Poverty, struggle, dignity, purpose and pride aren’t often terms used by banks. But these make up the central message of TSB, Britain’s self-proclaimed ‘newest bank’, following its release on to the high street by Lloyds Banking Group, which acquired it in 1995 and will resell it next year, according to EU competition rules.
What is interesting about TSB is that it has branded itself as a fusion of old and new. ‘Welcome to your new bank. It’s 200 years old’ boasts the sign by the entrance. Inside, customers are invited to view an on-screen story of TSB’s humble origins and two-century history.
Its relaunch has prompted departing parent, Lloyds Banking Group, to revitalise its own brand with a subtly updated horse logo, a new typeface and a spray of new horse paintings in some branches. In response, Virgin Money last month repositioned itself as caring and human with a somewhat vacuous promise of ‘banking with a bit of soul’.
Part of TSB’s self-declared ‘revolutionary’ appeal is a return to local banking. Eschewing investment banking and corporate finance, there is a promise to limit executive pay once it floats next year. Serving only individuals and local businesses, it has promised that profits will be put back into the local economy through business loans and mortgages. In-branch, the glass cashier screens will be removed and customers will be able to use their local branch’s backroom for business meetings. This is still, apparently, the bank that still likes to say ‘yes’.
The revamped Lloyds, by contrast, is making ‘moments that matter’ its focus – tapping into universal life landmarks. Interestingly, it has decided to rebrand with an advertising campaign and tweaking of its logo rather than a full brand redefinition. This could be a mistake, leaving us feeling that the very DNA of the business remains untouched.
TSB customers will receive the same services as Lloyds until the latter introduces specific offerings over the next few months, meaning the sole difference between the two right now is branding.
For branding to be a lasting differentiator in a service industry, meaning and values must be evident right through the business. Do frontline staff at either bank understand what their brand means and know-how to live those values? Are the chief exec and every part of the business demonstrating them too?
TSB seems to be taking the lead on the other banks in trying to recapture trust, a value all but lost in the banking sector. This approach can backfire spectacularly if the brand fails to live up to its promises.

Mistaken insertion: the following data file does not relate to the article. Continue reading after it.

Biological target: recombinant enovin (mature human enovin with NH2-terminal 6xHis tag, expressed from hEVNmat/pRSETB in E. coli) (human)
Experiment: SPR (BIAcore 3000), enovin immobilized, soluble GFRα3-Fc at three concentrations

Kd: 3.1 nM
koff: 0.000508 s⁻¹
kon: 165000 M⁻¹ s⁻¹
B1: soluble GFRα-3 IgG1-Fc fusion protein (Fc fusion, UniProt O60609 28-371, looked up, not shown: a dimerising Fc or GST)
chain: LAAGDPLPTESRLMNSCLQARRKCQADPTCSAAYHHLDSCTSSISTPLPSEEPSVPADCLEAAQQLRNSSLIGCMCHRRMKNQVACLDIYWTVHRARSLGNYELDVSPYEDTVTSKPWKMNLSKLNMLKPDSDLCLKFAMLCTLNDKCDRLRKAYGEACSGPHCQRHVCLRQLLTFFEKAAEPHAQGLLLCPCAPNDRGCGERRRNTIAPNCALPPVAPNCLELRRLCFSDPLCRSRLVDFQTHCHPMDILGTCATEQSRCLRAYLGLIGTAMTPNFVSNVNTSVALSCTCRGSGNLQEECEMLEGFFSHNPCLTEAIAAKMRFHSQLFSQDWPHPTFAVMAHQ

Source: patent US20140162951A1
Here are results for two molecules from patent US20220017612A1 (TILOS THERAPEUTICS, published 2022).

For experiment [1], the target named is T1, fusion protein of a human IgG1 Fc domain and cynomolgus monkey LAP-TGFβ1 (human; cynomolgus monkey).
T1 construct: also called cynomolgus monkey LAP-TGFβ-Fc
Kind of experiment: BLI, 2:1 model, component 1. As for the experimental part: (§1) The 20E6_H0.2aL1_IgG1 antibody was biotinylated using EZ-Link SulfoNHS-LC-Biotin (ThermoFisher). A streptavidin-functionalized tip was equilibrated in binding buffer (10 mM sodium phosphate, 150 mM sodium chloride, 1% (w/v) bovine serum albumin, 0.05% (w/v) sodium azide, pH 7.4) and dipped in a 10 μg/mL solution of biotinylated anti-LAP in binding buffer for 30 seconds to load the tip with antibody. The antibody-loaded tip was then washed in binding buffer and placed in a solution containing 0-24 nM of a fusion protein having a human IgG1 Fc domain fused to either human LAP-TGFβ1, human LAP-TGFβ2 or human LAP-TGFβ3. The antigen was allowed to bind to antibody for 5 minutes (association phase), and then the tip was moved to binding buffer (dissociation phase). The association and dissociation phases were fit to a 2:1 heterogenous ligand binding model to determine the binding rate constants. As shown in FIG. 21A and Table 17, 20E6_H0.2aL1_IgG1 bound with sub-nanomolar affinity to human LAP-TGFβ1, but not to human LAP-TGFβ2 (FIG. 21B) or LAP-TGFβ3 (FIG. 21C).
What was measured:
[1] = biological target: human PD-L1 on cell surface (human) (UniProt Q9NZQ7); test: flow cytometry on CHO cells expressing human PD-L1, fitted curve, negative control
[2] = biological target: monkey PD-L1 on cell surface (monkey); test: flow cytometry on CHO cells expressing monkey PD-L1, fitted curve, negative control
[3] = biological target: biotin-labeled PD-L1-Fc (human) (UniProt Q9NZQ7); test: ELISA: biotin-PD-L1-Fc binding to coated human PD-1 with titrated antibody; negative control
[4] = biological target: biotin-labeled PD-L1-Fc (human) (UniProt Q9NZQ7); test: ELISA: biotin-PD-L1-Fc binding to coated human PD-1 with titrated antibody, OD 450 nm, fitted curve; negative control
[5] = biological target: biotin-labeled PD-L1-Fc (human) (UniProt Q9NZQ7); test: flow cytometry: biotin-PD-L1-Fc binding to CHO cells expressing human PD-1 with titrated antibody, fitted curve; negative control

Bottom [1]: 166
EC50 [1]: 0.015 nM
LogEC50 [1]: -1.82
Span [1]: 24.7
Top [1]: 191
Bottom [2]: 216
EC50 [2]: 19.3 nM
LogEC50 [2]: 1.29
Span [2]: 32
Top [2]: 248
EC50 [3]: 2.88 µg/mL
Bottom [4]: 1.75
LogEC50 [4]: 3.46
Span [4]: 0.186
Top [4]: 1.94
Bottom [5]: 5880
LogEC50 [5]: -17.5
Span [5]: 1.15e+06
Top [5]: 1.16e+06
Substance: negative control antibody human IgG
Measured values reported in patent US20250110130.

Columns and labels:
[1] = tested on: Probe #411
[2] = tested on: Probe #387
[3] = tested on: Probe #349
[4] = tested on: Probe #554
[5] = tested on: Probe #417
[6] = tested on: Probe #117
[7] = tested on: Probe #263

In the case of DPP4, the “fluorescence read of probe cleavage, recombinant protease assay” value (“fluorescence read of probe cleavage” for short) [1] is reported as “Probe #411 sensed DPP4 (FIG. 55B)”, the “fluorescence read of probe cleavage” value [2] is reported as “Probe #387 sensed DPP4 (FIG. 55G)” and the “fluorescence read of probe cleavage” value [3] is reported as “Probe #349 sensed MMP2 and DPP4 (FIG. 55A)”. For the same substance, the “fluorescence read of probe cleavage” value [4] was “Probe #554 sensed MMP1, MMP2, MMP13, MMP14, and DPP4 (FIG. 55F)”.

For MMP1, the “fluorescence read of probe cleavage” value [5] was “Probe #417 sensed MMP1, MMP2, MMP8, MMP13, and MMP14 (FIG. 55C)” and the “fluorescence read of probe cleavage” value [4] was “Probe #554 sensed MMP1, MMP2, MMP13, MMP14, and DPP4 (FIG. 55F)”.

Nat West, the bank I’m in the process of leaving, has persuasively branded itself as made up of friendly people who are there to help the common man or woman, with a strong appeal to people who aren’t in the off-shore account league. With a customer charter supposed to ‘make banking easy’, in reality, they typically don’t get back to you until you have chased them three times. Not good for delivering on your brand promises.
While the TSB branch I visited lacked the sparkle of a new bank, with its low-key interior, the member of staff who approached me within moments was personable and impressive. Their focus, now, he said, is to spend more time with the customer and staff had that week been visiting potential customers in local businesses and colleges.
With trust in the financial markets hugely eroded, will people migrate to this localised, safe and traditional approach? Will TSB live up to its promises and will its four million legacy customers stay with their new bank (currently eighth on the high street), revert to Lloyds, or move to a competitor?
It will be interesting to witness the evolution of the high-street banks and to see how they will seek consumer confidence. We will no doubt see more rebrands, repositionings and mere wordplay on the banking high-street soon, but only thorough and consistent delivery of brand promises will convince customers to trust them once again.